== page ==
Altech Chemical’s journey towards development of a high-purity alumina plant has taken another significant step from drawing board conception to sod turning reality with the application for a manufacturing licence from Malaysian authorities. The Perth-based company has also applied for ‘pioneer status’ in a bid for the project to be awarded a special tax exemption for the first five years of operation.
Perth-based, ASX-listed Altech Chemicals said in a market update this week it had submitted a manufacturing licence application to the Malaysian Investment Development Authority for a 4,500 tonne high purity alumina plant at the Tanjung Langsat Industrial Complex in Johor, Malaysia. The plant aims to produce high purity alumina from kaolin clay supplied from Altech’s 100%-owned kaolin deposit at Meckering, located about 130km from Fremantle in Western Australia.
Altech said it had also applied for the project to be given “pioneer status- high technology”, a Malaysian investment incentive classification which delivers tax exemption on statutory income for the first five years following the start of commercial production from the plant.
The company said if it is given pioneeer status, it would be able to carry forward any accumulated losses and unabsorbed capital depreciation into the post Pioneer Status income period.
The company said, ‘Altech has been liaising with MIDA about its proposed HPA project since 2015 and recently met with MIDA representatives in Kuala Lumpur, Malaysia to finalise the applications,’
The springboard for Altech to submit their licence application to MIDA was delivered late last year when it secured a remarkable German Government debt guarantee for US$170 million in project funding which shifted the venture into the development phase.
The German Government operate a curious debt guarantee scheme whereby they will guarantee large project debt if the proponents are prepared to use German engineering and product to build the project.
Altech have secured the services of massive German EPC contractor SMS Group who will also guarantee the quality and rate of high purity alumina throughput at the plant.
High purity alumina or “HPA” is used to manufacture synthetic sapphire wafers used in the manufacture of substrates for LED lights, semiconductors used in the electronics industry and scratch-resistant sapphire glass used for wristwatch faces, optical lenses and next generation smartphones. It is also an essential element in Lithium-ion batteries, used as a separator of the cathode and anode sheets.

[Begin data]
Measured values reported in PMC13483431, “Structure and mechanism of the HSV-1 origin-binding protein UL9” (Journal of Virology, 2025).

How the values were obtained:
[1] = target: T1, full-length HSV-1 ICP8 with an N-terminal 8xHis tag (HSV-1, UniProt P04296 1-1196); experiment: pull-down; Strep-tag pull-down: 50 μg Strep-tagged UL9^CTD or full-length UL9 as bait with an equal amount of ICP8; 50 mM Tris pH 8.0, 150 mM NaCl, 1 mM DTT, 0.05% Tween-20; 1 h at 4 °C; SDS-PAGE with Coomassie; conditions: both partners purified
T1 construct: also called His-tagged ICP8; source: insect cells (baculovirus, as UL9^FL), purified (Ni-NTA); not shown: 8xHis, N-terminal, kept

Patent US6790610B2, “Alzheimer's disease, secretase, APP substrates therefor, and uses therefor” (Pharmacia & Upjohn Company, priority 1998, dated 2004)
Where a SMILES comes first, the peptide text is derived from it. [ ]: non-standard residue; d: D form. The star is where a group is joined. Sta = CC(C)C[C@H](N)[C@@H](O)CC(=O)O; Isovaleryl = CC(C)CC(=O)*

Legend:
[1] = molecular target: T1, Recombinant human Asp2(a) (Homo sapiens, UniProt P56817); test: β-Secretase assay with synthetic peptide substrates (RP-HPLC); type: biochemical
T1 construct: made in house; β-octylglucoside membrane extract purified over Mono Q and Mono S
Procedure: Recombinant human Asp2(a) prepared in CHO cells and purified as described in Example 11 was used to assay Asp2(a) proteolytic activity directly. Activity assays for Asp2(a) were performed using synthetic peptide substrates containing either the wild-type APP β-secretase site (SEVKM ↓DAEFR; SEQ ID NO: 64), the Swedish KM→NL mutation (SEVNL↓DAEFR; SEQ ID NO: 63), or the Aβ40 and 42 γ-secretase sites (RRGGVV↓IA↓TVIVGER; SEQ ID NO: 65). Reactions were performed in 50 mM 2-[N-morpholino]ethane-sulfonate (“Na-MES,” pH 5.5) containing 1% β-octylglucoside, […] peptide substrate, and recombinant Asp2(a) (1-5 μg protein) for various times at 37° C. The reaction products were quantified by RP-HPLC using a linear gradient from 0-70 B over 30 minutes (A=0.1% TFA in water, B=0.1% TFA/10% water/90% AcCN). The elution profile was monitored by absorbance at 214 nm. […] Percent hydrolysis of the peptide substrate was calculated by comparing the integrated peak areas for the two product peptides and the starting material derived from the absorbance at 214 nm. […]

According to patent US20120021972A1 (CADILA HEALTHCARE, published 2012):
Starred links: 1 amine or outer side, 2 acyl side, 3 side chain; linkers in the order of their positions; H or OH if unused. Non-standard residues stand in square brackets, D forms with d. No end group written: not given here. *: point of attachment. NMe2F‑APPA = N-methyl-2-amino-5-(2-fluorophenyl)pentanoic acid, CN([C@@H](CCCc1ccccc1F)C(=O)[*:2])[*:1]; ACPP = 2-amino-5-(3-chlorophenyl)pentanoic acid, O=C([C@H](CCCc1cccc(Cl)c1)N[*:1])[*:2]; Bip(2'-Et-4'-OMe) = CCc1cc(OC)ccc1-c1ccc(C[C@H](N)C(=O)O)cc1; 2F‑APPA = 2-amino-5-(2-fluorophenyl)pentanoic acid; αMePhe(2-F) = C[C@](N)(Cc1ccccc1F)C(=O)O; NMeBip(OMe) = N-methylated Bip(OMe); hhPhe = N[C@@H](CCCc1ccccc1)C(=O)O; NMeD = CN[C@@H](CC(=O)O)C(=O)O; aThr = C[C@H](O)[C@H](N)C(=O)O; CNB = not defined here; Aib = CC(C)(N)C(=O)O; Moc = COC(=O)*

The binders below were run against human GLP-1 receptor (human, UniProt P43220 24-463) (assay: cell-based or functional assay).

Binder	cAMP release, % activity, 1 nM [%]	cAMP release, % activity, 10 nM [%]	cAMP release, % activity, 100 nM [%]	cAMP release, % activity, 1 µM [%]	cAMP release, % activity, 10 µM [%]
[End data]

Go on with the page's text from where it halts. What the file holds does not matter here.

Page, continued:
Persistence Research has forecast that global HPA demand will soar from 25,315 tonnes in 2016 to 86,831 tonnes in 2024, representing a staggering annual compounded growth rate of nearly 17%.
HPA sells for a whopping US$24,000 a tonne and up to USD$40,000 in some spot markets. Altech Chemicals appear to have a significant advantage over other HPA producers given the incredibly high-purity levels of their kaolin deposit near Meckering. This alleviates the need to create a metal as a pre-cursor to the production of HPA which dramatically changes the economics.
The bankable feasibility study for the project revealed an operating cost of just US$9,070 per tonne, which compares favourably to competitor’s costs of between US$14,000 to US$17,000 per tonne according to Altech.
The feasibility study was based on a capital cost estimate of US$298m million with the project expected to produce an NPV of over half a billion US dollars.
Importantly, the company has negotiated an off-take agreement with Mitsubishi that covers the first 10-years of production which should help to produce an annual EBITDA of US$76m a year according to the feasibility study.
Altech Managing Director Iggy Tan says that at an annual throughput rate of 4500 tonnes, the company will have enough feedstock at Meckering to last 250 years.